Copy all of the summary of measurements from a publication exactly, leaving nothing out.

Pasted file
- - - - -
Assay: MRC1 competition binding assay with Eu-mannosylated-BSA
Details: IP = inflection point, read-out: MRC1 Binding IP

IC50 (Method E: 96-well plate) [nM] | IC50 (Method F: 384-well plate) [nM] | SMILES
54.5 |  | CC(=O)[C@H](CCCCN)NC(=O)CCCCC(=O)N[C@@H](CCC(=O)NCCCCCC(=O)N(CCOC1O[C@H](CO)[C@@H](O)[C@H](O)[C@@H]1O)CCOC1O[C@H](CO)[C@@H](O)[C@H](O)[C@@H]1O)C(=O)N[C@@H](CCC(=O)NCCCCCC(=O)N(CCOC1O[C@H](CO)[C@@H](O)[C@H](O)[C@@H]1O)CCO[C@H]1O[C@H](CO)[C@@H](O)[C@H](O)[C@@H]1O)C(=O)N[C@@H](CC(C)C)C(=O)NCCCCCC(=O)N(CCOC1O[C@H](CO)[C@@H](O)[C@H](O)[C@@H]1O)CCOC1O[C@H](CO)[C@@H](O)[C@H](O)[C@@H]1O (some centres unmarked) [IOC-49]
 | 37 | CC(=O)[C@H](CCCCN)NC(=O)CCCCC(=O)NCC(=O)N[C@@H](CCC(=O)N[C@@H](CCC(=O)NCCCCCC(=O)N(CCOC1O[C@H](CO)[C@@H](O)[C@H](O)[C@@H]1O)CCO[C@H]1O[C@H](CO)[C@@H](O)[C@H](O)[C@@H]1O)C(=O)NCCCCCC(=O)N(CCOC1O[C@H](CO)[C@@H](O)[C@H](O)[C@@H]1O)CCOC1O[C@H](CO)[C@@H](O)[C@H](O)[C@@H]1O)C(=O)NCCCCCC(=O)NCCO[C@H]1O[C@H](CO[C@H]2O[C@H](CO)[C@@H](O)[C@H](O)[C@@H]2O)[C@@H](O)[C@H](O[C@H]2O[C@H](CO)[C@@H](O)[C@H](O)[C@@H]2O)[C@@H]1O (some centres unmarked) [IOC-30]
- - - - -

Assay: MRC1 competition binding assay with Eu-mannosylated-BSA
Details: IP = inflection point, read-out: MRC1 Binding IP

IC50 (Method E: 96-well plate) [nM] | IC50 (Method F: 384-well plate) [nM] | SMILES
54.5 |  | CC(=O)[C@H](CCCCN)NC(=O)CCCCC(=O)N[C@@H](CCC(=O)NCCCCCC(=O)N(CCOC1O[C@H](CO)[C@@H](O)[C@H](O)[C@@H]1O)CCOC1O[C@H](CO)[C@@H](O)[C@H](O)[C@@H]1O)C(=O)N[C@@H](CCC(=O)NCCCCCC(=O)N(CCOC1O[C@H](CO)[C@@H](O)[C@H](O)[C@@H]1O)CCO[C@H]1O[C@H](CO)[C@@H](O)[C@H](O)[C@@H]1O)C(=O)N[C@@H](CC(C)C)C(=O)NCCCCCC(=O)N(CCOC1O[C@H](CO)[C@@H](O)[C@H](O)[C@@H]1O)CCOC1O[C@H](CO)[C@@H](O)[C@H](O)[C@@H]1O (some centres unmarked) [IOC-49]
 | 37 | CC(=O)[C@H](CCCCN)NC(=O)CCCCC(=O)NCC(=O)N[C@@H](CCC(=O)N[C@@H](CCC(=O)NCCCCCC(=O)N(CCOC1O[C@H](CO)[C@@H](O)[C@H](O)[C@@H]1O)CCO[C@H]1O[C@H](CO)[C@@H](O)[C@H](O)[C@@H]1O)C(=O)NCCCCCC(=O)N(CCOC1O[C@H](CO)[C@@H](O)[C@H](O)[C@@H]1O)CCOC1O[C@H](CO)[C@@H](O)[C@H](O)[C@@H]1O)C(=O)NCCCCCC(=O)NCCO[C@H]1O[C@H](CO[C@H]2O[C@H](CO)[C@@H](O)[C@H](O)[C@@H]2O)[C@@H](O)[C@H](O[C@H]2O[C@H](CO)[C@@H](O)[C@H](O)[C@@H]2O)[C@@H]1O (some centres unmarked) [IOC-30]